Update: This list has been updated and modified here.
For 3rd edition D&D, I am rather fond of a non-standard character sheet – Ema’s Charsheets. It has some quite nice stuff, and I really like the first page of the 3.5 one. So, naturally, when we migrated to 4E, I went looking for a 4E sheet that could satisfy me.
Now, there’s two schools of thought on 4E character sheets: those who want to have their power details written down, and those who don’t. I fall into the latter: I prefer to try to remember the powers, and have less pieces of paper to lose. Unfortunately for me, all the people who made character sheets fall into the former category.
However, that’s not to say they aren’t great. The 4E ones on Ema’s page (the above link) are good. This page has some good ones, and power cards, which are neat. My favourite sheets are Shado’s 4E sheets: gorgeous colour landscape ones, which I consider the best I’ve found. For latest version: Download here. If you want to have all your powers written down, and want a really nice looking character sheet that’s easy to read and understand, I reckon Shado’s are the way to go. Originals and details in this forum post.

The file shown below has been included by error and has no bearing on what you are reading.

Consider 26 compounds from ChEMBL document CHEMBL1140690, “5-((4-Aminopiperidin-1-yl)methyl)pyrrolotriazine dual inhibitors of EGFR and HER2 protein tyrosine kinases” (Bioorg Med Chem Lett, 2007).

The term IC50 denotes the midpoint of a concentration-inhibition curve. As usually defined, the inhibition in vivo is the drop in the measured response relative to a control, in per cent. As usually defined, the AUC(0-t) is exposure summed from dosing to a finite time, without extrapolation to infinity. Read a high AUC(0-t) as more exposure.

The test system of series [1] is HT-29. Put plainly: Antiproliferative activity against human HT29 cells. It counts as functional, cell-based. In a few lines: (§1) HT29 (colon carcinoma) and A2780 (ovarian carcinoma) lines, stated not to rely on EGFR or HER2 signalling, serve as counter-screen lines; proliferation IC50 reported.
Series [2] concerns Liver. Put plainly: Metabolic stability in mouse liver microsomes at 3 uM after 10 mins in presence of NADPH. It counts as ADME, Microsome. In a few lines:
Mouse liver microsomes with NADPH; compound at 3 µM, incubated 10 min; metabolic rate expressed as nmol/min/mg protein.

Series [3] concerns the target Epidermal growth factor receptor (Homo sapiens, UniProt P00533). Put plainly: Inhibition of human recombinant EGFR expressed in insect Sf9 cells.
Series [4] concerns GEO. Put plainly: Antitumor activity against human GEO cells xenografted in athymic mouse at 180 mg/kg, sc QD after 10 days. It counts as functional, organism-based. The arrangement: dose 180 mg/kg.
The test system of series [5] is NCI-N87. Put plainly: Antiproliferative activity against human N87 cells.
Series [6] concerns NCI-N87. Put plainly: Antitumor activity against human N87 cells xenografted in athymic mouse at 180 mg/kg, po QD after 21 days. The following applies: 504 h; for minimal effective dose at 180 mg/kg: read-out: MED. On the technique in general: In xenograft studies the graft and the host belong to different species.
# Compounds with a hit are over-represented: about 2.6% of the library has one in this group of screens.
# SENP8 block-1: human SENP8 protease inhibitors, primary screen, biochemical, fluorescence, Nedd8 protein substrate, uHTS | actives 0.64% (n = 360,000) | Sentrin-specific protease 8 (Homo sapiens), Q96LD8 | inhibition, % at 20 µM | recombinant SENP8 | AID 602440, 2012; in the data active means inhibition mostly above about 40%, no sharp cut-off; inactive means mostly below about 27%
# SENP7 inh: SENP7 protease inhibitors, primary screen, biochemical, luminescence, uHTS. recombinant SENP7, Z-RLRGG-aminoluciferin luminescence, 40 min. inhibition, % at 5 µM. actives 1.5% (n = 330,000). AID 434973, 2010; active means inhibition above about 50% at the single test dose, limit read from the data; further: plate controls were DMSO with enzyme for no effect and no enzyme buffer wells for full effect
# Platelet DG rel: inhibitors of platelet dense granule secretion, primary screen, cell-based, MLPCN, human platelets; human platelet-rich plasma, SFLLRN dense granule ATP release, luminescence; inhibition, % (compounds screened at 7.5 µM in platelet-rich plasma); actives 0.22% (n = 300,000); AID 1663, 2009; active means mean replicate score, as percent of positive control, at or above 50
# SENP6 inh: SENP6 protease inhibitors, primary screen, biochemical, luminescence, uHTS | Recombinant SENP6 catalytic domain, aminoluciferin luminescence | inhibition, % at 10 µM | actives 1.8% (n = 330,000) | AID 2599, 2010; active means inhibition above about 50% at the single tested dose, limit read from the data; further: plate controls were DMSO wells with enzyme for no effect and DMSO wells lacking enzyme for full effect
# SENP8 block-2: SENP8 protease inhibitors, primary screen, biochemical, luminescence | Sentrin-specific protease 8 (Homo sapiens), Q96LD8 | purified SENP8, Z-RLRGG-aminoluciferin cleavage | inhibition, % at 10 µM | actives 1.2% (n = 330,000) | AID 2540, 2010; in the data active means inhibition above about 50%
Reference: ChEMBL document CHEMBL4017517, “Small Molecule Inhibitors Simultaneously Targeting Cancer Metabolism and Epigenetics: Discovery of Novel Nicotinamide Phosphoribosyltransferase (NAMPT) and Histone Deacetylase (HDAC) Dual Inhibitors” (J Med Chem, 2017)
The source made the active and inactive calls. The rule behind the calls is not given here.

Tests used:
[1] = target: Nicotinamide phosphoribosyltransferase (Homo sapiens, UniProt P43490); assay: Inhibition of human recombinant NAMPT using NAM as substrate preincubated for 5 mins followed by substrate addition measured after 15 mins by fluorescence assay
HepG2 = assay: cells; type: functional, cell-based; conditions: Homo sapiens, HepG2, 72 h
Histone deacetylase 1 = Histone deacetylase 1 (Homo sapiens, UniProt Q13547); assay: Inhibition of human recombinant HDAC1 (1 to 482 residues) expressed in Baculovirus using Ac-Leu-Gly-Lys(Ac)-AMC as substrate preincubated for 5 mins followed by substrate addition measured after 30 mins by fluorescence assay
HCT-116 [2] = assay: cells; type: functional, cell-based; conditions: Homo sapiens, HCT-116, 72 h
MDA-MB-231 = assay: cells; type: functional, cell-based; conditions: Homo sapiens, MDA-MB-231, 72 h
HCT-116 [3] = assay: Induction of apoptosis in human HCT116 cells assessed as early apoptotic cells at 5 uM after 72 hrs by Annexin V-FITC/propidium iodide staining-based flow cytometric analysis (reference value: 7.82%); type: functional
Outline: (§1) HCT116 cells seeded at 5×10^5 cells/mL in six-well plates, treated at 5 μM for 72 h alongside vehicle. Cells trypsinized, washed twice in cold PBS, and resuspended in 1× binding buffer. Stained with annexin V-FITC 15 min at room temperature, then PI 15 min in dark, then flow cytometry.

But, as I said, these aren’t my cup of tea, beautiful as they are. So what have I chosen? Well, the default D&D sheet (pictured), believe it or not. Of all the sheets I looked at, it’s the only one which, in two pages, shows everything you need including a space to right down your powers. If you can memorize your powers, or are using cards for your powers, the basic sheet really is a good way to go.
- D&D 5E Dungeonscape Beta: First Impressions
- Roleplaying Character Weakness and Vulnerability
- D&D 5E: Dungeonscape killed off by WotC!
- 8 Ways to Start a Campaign in a Tavern
- D&D Basic Released by Wizards of the Coast